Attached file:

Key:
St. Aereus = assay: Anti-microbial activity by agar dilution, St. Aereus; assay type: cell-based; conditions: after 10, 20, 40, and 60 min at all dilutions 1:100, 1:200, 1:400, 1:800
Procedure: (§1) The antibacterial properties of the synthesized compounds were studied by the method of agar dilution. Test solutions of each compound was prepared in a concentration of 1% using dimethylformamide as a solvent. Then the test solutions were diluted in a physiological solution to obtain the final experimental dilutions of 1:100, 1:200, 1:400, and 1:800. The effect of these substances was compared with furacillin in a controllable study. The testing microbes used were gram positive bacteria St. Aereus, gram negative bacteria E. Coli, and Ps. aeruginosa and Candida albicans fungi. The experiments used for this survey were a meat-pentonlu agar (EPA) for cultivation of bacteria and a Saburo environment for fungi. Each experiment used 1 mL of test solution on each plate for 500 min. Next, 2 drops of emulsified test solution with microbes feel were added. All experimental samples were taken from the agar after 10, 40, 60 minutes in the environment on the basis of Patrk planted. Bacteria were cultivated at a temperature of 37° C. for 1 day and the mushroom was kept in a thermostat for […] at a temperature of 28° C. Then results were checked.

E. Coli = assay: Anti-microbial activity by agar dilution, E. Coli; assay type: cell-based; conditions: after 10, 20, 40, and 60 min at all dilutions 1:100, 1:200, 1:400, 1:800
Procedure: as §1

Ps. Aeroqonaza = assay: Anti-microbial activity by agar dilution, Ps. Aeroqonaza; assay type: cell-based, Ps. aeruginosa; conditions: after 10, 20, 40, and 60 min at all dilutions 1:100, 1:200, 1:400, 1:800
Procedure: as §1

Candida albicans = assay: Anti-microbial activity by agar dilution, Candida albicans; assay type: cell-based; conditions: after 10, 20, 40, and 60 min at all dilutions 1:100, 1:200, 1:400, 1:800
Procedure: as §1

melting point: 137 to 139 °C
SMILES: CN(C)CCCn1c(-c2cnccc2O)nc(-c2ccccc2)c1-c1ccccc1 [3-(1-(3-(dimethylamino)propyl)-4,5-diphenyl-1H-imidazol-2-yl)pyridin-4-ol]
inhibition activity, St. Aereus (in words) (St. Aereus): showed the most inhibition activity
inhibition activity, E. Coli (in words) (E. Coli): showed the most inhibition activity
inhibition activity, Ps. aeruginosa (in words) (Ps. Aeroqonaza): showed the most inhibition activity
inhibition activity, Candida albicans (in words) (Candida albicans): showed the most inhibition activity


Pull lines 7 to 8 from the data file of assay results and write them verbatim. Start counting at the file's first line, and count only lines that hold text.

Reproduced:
Procedure: as §1

Candida albicans = assay: Anti-microbial activity by agar dilution, Candida albicans; assay type: cell-based; conditions: after 10, 20, 40, and 60 min at all dilutions 1:100, 1:200, 1:400, 1:800